GRIDtoday editor Derrick Harris spoke with Ed Hubbard, founder and chief marketing officer of United Devices, about the company's strategy around SC'05. its recent acquisition of France-based GridXpert (a leader in the manufacturing sector), the issues of Grid standards and Grid adoption, and the differences between Grids and clusters — a topic that arises quite often in the HPC space.
GRIDtoday: How's everything going with United Devices? Will you be announcing any news at SC'05?
ED HUBBARD: Business continues to grow with several of our large customers moving their Grids to a central services model and offering them enterprise-wide.
At SC'05, we'll have a number of announcements, three as a matter of fact. We'll have an announcement with HP, Microsoft and an ISV partner.
Gt: What about the news of the past several months? Can you comment on the GridXpert acquisition? How has it affected the company in terms of customers in new markets and geographies?
HUBBARD: Acquiring GridXpert and its best-of-breed meta-scheduling technology has accelerated a number of our deployments by leveling the complexities of multiple, incompatible schedulers/DRMs. Not surprisingly, we've also opened up a number of conversations within our expanded customer base around the products and services offered by UD. Finally, part of our reasoning for this acquisition was to significantly enhance our position in manufacturing and I believe this has been more successful than we projected. The former GridXpert team (now UD, of course) had a fairly large number of evaluations going on that we've been able to add a lot of value to from a services and technology perspective. I anticipate a very good conversion rate on these evaluations.
Gt: Moving on to the Grid industry as a whole, I'm wondering where you see the market heading in terms of widespread adoption? Would it benefit the cause if the community could agree on some quality standards?
HUBBARD: We continue to architect around open Web services standards, which have served us well with customers. In fact, this is one of the areas where we continue to receive a lot of positive feedback — namely the ability of our customers to easily create application services and portals around our infrastructure in environments like Java and C#.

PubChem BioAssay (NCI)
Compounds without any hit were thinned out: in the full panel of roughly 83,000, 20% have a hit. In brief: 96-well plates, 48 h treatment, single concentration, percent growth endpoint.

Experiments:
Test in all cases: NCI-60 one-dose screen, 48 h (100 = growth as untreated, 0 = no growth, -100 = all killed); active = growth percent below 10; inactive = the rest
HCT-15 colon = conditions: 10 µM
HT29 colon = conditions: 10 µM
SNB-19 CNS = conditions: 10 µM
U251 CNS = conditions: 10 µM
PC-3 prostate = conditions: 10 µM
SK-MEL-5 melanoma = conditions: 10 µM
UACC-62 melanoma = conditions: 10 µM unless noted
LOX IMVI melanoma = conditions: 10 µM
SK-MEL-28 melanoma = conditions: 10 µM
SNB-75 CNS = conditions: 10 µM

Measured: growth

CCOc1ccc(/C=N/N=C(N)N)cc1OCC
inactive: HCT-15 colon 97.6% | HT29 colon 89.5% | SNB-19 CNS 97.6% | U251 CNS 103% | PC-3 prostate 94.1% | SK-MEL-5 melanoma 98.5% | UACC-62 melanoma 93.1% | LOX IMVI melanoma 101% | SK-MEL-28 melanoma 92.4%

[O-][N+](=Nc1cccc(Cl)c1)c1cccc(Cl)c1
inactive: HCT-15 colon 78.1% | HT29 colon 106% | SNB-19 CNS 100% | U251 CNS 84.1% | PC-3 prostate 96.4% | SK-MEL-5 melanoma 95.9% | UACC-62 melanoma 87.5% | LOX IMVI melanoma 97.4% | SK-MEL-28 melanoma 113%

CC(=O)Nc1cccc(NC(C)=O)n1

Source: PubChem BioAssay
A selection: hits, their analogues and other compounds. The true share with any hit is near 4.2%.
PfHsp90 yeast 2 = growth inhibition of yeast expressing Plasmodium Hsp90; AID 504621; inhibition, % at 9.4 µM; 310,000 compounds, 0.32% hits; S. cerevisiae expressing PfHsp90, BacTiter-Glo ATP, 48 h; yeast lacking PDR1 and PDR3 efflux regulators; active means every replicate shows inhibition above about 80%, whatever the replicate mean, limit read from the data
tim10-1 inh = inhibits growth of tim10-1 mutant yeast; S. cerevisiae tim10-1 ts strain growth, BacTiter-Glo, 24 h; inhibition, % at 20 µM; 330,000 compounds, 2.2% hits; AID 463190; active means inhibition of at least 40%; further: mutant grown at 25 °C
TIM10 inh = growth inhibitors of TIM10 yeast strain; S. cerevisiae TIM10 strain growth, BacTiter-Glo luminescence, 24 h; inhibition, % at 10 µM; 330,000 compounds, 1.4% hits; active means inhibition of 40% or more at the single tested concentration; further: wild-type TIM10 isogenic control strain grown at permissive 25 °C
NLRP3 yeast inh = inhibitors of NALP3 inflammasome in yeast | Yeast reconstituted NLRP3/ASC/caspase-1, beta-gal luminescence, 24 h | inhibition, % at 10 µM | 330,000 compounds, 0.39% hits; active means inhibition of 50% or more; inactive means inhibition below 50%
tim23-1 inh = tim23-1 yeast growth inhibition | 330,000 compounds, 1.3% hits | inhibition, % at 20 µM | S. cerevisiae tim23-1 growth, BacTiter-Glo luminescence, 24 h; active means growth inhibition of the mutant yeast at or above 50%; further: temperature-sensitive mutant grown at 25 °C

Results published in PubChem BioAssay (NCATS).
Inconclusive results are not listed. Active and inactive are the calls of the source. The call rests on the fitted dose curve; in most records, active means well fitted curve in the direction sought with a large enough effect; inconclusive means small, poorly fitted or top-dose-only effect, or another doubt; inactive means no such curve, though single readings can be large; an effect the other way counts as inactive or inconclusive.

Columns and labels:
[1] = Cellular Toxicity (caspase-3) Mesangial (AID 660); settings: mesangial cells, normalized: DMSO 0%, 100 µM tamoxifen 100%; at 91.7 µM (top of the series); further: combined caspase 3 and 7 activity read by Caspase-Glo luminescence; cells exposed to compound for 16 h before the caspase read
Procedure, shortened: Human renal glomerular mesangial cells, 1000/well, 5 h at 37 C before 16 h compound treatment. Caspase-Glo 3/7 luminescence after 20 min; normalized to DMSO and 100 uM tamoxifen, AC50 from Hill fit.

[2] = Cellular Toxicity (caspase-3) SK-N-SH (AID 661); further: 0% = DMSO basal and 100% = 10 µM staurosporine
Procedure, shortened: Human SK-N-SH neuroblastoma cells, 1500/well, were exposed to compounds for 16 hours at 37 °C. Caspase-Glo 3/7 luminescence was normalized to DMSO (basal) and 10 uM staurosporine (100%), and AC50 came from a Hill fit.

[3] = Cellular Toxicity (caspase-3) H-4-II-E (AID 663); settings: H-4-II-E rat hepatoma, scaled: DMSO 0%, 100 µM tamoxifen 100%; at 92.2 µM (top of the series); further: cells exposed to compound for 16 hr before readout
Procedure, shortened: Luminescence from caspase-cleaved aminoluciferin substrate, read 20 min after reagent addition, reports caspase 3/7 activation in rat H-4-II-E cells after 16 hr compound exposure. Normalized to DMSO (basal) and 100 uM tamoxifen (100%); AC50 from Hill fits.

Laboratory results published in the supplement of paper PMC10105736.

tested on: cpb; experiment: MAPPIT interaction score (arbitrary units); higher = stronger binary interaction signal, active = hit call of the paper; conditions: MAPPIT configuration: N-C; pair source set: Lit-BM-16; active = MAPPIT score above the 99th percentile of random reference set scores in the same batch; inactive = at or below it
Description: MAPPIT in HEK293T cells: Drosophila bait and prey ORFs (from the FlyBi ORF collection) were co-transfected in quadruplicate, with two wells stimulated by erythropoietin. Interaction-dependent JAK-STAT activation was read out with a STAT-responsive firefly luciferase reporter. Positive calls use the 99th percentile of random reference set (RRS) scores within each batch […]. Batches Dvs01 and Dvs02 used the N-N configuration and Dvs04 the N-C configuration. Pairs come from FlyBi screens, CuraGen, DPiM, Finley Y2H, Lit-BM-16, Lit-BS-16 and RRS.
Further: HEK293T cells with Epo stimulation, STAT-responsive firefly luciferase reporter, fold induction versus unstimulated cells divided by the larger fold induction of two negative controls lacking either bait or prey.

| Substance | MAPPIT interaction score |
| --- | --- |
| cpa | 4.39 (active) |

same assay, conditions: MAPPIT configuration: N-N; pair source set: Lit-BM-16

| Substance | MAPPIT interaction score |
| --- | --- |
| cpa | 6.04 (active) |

On the topic of standards, I don't think they've held the industry back as they've largely been irrelevant to date (at least in our deployments). Our view is that this is changing but not in the way you might expect. We actually see more divergence, which was another problem we wanted to address with the GridXpert acquisition. By embracing the reality of the market (multiple, incompatible schedulers / DRMs) and providing a solution to eliminate that unnecessary complexity for our customers, we believe we have a superior product set to solve what our customers really face in their everyday production environments.
I don't think this is going to change very quickly since there is a huge gap between public/press perception and commercial reality that needs to be closed with some open conversation:
- There is a perception out there that WSRF/OGSA & Globus are standards.
- The reality is that Globus is merely a Grid software toolkit. In other words, it is an implementation geared toward academic environments where it has been somewhat successful — it is not a standard by any means. OGSA is really WSRF and is currently under review at OASIS and it does not address current enteprise issues around interopability. Most of the requirements addressed in the current document reflect academic needs of running multiple Grid services across different organizations.
We've tried hard to stay out of this debate and just be customer-driven, but this is the core problem of standards for the Grid market that no one seems willing to admit or discuss openly.
Gt: How is it that United Devices is so successful in the Grid space given the somewhat disappointing enterprise adoption rates? Does it have something to do with simply targeting the right customers in the right industries?
HUBBARD: We have 100-plus customers today ranging in size from 20 nodes to 3 million, but this hasn't been an overnight success. We have worked hard and slugged it out with more than a dozen other players that have come and, thankfully, gone. This has left a pretty stable set of solutions that have settled into that age-old competitive triad (UD, DataSynapse and Platform) where there are three quality solutions in the market that all own their respective verticals and compete in the verticals where no player has a clearly dominant position.